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Bee Vs. Car: Who Gets More Miles Per Gallon?

Listen To Bee Humiliate Humans

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  • <iframe src="" width="100%" height="290" frameborder="0" scrolling="no" title="NPR embedded audio player">
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Volkswagen is introducing a new car a design that will get 170 miles per gallon. That's a level of fuel efficiency never seen before in any car. But as NPR's Robert Krulwich says - VW, prepare to be humbled.

ROBERT KRULWICH: No question - 170 miles per gallon, that's a huge engineering achievement. But as the blues singer Muddy Waters could tell those oh-so-proud German engineers...

(Soundbite of song, "Honey Bee")

Mr. MUDDY WATERS (Blues Singer): (Singing) Sail on, my little honey bee, sail on.

KRULWICH: You can get even better mileage from, of all things, a bee.

(Soundbite of song, "Honey Bee")

Mr. WATERS: (Singing) Sail on...

KRULWICH: We're talking here about an ordinary honey bee.

(Soundbite of song, "Honey Bee")

Mr. WATERS: (Singing) Sail on, my little honey bee, sail on.

KRULWICH: 'Cause when it comes to miles per gallon, bees turn out to be better than the latest Volkswagen or better than any car ever made. I learned that from Steve Buchmann. He studies bees at the University of Arizona.

Dr. STEVE BUCHMANN (University of Arizona): If you could introduce me as the international coordinator for the Pollinator Partnership.

KRULWICH: I can do that. But I want to make sure since you like bees so much that you don't hate cars. 'Cause that would be unfair.

Dr. BUCHMANN: No, no. I like cars.

KRULWICH: Okay. Good. So, it's your scientific contention then that a bee can take a unit of fuel and do more with it than a car.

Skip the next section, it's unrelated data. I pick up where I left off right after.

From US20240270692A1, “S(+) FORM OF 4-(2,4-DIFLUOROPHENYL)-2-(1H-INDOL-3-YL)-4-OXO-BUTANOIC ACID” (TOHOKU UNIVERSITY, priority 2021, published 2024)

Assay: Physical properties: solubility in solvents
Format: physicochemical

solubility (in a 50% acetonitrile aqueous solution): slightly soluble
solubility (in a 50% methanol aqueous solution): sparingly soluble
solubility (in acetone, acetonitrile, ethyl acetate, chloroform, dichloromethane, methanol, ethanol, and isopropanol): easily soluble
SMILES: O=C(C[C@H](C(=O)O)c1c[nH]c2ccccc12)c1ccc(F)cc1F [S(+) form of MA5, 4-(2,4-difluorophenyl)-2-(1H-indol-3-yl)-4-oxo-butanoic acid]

Dr. BUCHMANN: Yeah, exactly. It's the ultimate hybrid mini-vehicle.

KRULWICH: Partly because muscles, all animal muscles, are superb converters of energy. And you know cars, even the best cars, how they get warm when the engine's on? Well, when you feel that warmth on the hood...

Dr. BUCHMANN: I mean, that is losing a huge, huge amount of heat. But in the case of the bee, it's just not losing nearly as much. So far more of the fuel is getting into the propulsion to beat those wings and drive the bee through the air.

KRULWICH: Oh, so they're pretty efficient.

Dr. BUCHMANN: Pretty, pretty, pretty efficient.

(Soundbite of song, "Honey Bee")

Mr. WATERS: (Singing) Sail on...

KRULWICH: Okay. So to calculate what we're going to call bee miles per gallon, what I gather you do is you take a bee and you give it all the honey it could possibly drink and then you attach it to some kind of a pole.

Dr. BUCHMANN: Yeah. You can actually tether a bee onto a piece of wood or a little wire and then...

KRULWICH: You don't think it's hurting the bee particularly?


KRULWICH: And how do you get it fly?

Dr. BUCHMANN: Sometimes you need to blow on them a little bit, so give them a little experience of wind in their hair, you know?

(Soundbite of song, "Honey Bee")

Mr. WATERS: (Singing) Sail on, my little honey bee, sail on.

KRULWICH: So this tethered bee is going round and round and round a device which measures the distance as the bee flies. So you watch...

Dr. BUCHMANN: And let them fly till they run out of gas, till they can't fly any more.

KRULWICH: But now you know how far a bee can go on a tummy's worth of fuel. So, you can multiply and figure out how far it goes on a gallon. And it turns out bees are good.

Dr. BUCHMANN: Bees are amazing creatures.

KRULWICH: So, if you were to give a bee a whole gallon of honey, how many miles could that bee fly?

Dr. BUCHMANN: Four million, seven hundred and four thousand, two hundred and eighty miles per gallon.

(Soundbite of music)

KRULWICH: Did you just say 4,704,280 miles per gallon?

Dr. BUCHMANN: Yes, I did. Try that in the home automobile.

(Soundbite of song, "Honey Bee")

Mr. WATERS: (Singing) I said a lot of buzzing.

KRULWICH: Oh, come on. Aren't you just playing with the numbers here? Isn't it that the bee is very little or is it really that the bee is that good?

Dr. BUCHMANN: We are playing with the numbers a little bit in terms of scaling factors. But honey bees are far more efficient than any kind of internal combustion engine that, you know, humankind has ever devised. So if you want to think in terms of miles per gallon, no denying it - almost five million miles per gallon.

KRULWICH: Pretty darn impressive. And we just thought the folks at Volkswagen should know. Robert Krulwich, NPR News.

MONTAGNE: This is NPR News.

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